T’was the Night before Christmas & Twice-Baked Potatoes

Christmas_MantleT’was the night before Christmas and all through the house …
Not a creature was stirring, not even a mouse.

Whoaaaaaaaaaaaa! Back up the train there Bucko. I don’t know whose house you’re talking about there but it certainly could not have been ours. We didn’t just stir; my sister and I practically shook with much too much excitement. And when my brother came along, he just added to the pandemonium. Sure, the stocking were hung but it took a good long time to get us all nestled and snug in our beds. First, there was dinner to ignore and then Mr. Moore’s poem to read. Next, we insisted on fixing a plate of cookies and a glass of milk for Santa, plus a carrot for Rudolf. Eventually we were dragged upstairs and hustled into our jammies. More wired than weary, we bounced on the beds, danced and pranced and belted out several choruses of Jingle Bells. Finally, Mom managed to get us into bed if not to sleep.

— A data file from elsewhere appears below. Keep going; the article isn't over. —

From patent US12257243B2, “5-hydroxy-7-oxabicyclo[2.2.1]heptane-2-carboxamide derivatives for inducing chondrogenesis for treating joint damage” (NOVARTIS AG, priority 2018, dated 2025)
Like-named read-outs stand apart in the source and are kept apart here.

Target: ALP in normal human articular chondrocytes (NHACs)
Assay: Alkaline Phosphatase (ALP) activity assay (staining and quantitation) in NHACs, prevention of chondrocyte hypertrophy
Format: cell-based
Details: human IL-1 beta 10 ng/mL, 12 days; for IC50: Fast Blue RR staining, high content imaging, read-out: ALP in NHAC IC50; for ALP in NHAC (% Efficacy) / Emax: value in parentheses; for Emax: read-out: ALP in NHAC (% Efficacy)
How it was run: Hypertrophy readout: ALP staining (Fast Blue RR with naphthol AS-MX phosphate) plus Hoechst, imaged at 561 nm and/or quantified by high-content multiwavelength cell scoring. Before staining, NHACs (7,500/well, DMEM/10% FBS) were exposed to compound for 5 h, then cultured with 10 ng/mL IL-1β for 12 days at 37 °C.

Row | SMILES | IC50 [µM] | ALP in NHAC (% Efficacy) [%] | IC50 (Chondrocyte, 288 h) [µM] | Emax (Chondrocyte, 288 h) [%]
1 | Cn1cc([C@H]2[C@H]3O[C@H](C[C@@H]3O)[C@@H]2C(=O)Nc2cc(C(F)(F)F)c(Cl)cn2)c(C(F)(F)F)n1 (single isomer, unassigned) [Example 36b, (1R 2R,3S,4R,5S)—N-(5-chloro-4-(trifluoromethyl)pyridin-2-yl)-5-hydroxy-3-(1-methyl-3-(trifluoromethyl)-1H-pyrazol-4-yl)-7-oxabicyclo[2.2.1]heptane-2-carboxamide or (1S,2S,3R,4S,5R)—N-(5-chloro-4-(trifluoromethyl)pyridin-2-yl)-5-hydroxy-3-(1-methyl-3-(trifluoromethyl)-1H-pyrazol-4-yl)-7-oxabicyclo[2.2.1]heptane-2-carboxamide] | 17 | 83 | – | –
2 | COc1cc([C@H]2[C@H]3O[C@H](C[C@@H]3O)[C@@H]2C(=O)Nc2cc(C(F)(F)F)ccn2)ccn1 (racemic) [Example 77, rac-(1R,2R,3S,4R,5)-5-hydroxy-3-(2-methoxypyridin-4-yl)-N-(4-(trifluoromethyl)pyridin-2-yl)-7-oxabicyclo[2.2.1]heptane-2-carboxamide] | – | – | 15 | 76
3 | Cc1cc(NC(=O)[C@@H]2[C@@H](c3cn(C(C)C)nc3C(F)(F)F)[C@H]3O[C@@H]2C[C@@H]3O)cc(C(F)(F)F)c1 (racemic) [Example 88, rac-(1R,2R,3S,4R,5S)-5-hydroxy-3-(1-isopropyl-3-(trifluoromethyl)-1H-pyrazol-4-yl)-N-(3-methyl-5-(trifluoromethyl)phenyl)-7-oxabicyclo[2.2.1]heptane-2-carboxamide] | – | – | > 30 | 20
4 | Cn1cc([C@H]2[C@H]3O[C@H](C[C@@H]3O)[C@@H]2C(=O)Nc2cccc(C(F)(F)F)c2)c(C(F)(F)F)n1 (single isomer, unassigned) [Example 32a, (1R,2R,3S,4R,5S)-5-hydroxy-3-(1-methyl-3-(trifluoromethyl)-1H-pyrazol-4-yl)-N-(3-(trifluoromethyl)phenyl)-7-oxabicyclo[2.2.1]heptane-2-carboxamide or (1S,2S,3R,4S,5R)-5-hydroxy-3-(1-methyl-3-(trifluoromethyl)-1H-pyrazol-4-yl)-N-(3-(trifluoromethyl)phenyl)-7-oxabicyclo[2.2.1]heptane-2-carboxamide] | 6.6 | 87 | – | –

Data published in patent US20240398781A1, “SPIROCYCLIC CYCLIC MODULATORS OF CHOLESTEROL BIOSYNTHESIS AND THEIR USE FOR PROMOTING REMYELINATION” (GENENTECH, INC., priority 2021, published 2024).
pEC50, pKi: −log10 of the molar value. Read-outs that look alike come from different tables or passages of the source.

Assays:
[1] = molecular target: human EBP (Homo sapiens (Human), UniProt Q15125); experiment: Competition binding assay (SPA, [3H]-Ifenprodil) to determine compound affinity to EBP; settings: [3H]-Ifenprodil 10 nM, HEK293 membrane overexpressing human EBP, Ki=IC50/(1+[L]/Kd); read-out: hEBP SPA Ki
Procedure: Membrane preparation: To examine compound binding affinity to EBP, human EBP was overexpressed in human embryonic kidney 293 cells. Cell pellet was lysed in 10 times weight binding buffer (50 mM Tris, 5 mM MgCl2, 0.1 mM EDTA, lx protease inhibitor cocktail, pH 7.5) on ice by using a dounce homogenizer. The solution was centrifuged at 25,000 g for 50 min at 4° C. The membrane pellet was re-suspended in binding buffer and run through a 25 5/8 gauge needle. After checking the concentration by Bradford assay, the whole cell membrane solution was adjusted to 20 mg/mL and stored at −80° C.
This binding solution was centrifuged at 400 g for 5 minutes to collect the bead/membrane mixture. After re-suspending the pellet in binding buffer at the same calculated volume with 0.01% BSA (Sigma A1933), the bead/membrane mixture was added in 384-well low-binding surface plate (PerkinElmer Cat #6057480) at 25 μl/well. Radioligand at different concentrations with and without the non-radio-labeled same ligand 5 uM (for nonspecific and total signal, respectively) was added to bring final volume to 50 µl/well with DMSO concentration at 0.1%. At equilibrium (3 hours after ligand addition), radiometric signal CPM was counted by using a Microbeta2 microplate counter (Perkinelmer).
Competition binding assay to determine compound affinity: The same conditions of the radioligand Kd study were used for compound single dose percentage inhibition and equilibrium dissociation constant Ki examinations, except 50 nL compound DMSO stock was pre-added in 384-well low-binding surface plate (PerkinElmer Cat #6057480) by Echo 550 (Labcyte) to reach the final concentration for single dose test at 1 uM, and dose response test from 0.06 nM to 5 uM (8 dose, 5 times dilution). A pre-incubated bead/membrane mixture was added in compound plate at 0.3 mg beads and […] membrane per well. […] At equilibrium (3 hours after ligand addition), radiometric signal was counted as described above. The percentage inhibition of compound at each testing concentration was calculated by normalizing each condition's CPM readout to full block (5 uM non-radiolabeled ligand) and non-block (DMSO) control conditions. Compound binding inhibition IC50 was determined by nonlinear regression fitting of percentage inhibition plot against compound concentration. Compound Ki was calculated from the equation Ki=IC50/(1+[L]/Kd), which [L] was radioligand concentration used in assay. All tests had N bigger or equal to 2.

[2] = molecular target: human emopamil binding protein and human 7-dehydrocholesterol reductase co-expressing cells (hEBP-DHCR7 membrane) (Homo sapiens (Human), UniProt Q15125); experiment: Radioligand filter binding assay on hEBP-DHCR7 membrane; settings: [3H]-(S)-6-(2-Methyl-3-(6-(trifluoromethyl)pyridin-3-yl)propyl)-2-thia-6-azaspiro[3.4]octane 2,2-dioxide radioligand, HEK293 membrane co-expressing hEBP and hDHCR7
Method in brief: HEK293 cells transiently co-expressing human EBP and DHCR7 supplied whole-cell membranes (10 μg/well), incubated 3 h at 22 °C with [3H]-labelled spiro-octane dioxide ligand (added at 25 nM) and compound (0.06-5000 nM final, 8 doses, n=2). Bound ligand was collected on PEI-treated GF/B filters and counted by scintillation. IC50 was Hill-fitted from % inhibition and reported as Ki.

As for Mom and Dad, forget about settling in for a long winter’s nap. More often than not, Dad was up to the wee hours assembling toys or bicycles. Without a doubt, at least one bolt or doohickey was missing and batteries were never included. Mom cheered him on and finished any last minute wrapping. All that aside, my mother was never the type to wear a kerchief, to bed or otherwise.

It might have taken awhile but once I conked out, I slept like the dead. My sister Brenda was another story. She didn’t need the prancing and pawing of tiny hooves to send her flying out of bed. If one of the dogs yawned or rolled over, it was enough to wake her (if she actually fell asleep). At three, maybe four in the morning, down she crept to the living room to investigate the tree. A few times, she managed to wake me and invited me along but I stayed put. What if we interrupted Santa? He might take offence and leave in a huff, taking our presents with him! Or maybe I was too cozy to leave my warm bed.